In her new book, The Perfectly Imperfect Home, former editor of Domino magazine Deborah Needleman, outlines her "10 elements of style," one of which is the use of an odd or spare chair. She explains, While an odd chair is useful, it is not primarily for sitting. It is desirable primarily for its amusing demeanor, making it more like a piece of sculpture in the shape of a chair....The odd chair is the most individual of all. It is frequently diminutive, unusual-looking and solitary. (Think a little tufted Victorian thing, or a gothic-style wood chair or a child's chair pulled up to the coffee table.)
I couldn't agree with Deborah more. And another thing that is so wonderful about the random extra dining room chair is that it can sometimes be snagged at a discount because so many people are interested in buying a matching set!
Here are some rooms that make creative use of the odd chair.
• Perfect Grey. Slightly beat up gilded antique chair paired with modern art. And to the right, an image from 79 Ideas. Here two odd Cherner chairs flank an ornate antique console table. Really, I will do anything to include images of the Cherner chairs!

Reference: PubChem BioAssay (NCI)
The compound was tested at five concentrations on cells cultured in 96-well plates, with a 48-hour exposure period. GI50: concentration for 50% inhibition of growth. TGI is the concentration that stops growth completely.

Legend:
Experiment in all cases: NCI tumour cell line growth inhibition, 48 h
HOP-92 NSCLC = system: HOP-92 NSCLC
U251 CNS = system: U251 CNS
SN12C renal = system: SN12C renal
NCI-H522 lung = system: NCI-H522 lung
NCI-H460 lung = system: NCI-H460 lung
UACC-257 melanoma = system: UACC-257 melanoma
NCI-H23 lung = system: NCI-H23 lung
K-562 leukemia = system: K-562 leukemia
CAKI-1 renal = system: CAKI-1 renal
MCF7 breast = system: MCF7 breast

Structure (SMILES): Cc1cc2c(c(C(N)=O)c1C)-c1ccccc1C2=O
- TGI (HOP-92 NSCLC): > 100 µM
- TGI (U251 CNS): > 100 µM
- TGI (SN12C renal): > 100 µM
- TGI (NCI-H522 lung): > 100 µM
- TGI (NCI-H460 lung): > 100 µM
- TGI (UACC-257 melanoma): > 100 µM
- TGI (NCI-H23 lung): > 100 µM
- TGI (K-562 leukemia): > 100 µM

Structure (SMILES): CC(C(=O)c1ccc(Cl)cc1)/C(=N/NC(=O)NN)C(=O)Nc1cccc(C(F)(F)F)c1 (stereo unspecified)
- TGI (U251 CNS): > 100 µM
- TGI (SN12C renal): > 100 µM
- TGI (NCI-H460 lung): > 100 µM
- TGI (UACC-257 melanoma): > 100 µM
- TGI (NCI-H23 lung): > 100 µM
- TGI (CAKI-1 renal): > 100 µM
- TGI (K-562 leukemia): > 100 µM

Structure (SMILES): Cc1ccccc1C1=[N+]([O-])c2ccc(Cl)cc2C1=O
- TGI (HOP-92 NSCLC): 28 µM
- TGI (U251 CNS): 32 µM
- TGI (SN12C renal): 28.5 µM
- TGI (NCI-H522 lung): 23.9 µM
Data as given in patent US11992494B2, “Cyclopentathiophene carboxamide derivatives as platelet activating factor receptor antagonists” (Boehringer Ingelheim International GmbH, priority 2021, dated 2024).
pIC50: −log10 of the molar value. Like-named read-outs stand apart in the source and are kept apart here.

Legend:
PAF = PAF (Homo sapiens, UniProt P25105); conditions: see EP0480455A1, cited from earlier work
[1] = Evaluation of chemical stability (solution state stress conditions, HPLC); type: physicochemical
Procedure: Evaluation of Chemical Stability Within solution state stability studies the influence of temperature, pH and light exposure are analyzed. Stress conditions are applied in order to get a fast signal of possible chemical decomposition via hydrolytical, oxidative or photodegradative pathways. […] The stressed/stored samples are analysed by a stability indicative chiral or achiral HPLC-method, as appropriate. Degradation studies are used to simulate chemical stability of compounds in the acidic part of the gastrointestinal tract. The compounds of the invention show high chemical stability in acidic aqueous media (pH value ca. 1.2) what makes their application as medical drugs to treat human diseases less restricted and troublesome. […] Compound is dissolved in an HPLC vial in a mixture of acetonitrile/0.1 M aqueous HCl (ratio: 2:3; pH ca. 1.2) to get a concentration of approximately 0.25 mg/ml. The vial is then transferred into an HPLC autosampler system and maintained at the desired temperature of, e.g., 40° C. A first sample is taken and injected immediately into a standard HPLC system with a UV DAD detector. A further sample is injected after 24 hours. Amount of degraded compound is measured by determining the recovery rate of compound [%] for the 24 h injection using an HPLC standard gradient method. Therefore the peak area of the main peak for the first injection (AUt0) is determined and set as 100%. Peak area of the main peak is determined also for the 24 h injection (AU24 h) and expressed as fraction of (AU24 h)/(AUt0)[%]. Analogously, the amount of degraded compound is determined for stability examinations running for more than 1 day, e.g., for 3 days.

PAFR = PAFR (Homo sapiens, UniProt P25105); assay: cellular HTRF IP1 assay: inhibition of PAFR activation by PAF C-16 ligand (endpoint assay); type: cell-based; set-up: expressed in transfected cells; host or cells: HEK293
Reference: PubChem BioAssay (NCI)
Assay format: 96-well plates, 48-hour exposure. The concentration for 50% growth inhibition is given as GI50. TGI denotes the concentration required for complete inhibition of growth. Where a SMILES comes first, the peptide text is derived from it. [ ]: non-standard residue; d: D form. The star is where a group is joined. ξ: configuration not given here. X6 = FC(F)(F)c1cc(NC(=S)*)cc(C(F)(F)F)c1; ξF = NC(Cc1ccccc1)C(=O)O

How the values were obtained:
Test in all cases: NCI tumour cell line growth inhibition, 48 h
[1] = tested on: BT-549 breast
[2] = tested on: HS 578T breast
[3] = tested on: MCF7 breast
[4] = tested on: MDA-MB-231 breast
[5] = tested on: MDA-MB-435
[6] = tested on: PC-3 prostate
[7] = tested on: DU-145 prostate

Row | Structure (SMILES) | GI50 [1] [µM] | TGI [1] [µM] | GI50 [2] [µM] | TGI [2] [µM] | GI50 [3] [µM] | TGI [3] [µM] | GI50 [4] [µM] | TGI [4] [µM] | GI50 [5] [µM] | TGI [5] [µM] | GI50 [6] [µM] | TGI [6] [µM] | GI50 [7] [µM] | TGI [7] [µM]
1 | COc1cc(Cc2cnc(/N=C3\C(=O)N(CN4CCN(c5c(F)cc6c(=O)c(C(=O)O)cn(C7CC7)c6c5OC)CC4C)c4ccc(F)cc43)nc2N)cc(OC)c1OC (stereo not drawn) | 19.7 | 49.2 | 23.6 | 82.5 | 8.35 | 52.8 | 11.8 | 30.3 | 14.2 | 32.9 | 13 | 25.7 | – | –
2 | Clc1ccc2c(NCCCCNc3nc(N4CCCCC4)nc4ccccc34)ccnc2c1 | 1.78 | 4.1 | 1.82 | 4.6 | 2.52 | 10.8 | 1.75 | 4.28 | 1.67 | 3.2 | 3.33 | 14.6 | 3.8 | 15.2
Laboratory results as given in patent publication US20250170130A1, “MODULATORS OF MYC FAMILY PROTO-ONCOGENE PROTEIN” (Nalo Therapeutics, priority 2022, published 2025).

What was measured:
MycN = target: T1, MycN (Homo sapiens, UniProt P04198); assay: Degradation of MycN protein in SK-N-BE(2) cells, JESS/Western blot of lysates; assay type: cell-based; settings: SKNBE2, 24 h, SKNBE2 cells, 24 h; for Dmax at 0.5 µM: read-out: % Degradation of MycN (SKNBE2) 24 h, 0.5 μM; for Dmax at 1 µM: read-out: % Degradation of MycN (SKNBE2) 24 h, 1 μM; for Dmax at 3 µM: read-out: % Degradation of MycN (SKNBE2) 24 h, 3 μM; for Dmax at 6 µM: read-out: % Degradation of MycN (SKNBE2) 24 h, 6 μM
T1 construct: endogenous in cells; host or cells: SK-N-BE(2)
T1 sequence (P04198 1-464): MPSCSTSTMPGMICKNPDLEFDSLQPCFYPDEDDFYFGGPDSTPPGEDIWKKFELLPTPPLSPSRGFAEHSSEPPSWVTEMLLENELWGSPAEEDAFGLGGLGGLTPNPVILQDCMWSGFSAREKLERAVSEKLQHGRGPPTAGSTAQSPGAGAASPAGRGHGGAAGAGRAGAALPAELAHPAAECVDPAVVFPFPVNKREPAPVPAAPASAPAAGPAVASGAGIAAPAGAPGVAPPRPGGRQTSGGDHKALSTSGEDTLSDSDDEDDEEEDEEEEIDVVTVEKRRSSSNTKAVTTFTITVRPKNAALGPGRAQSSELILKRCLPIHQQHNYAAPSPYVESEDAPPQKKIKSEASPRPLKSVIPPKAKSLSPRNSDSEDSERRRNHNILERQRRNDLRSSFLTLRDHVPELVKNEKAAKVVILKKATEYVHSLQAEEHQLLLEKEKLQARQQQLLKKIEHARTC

• Sanctuary. Beautiful use of two spare antique dining room chairs.
• Another spare chair. Home Life.
• A lovely little scene from photographer Mel Yates in Desire to Inspire.
• Here a random slipcovered chair adorns the hall in Dede Pratesi's 17th-century family villa in Tuscany from Architectural Digest.
• A little yellow vintage chair serves as a table of sorts in the hallway of Laura's Patchwork Style Apartment.
• Absolutely Beautiful Things.
• Noemi's Romantic Biedemeier Apartment in Berlin. Here a single upholstered balloon back chair looks lovely on its own.
Images: As credited above.